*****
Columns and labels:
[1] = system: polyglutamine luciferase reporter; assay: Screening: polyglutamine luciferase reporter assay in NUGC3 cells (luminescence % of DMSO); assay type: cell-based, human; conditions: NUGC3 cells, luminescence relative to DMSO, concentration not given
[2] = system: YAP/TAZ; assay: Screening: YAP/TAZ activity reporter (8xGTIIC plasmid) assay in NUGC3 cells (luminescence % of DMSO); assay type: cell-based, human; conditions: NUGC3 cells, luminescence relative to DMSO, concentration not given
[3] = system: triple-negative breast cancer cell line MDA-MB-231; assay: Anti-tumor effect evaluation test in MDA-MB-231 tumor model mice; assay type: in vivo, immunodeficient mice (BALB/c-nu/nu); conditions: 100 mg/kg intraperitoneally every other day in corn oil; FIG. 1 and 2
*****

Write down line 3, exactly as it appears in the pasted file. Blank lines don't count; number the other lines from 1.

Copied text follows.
[2] = system: YAP/TAZ; assay: Screening: YAP/TAZ activity reporter (8xGTIIC plasmid) assay in NUGC3 cells (luminescence % of DMSO); assay type: cell-based, human; conditions: NUGC3 cells, luminescence relative to DMSO, concentration not given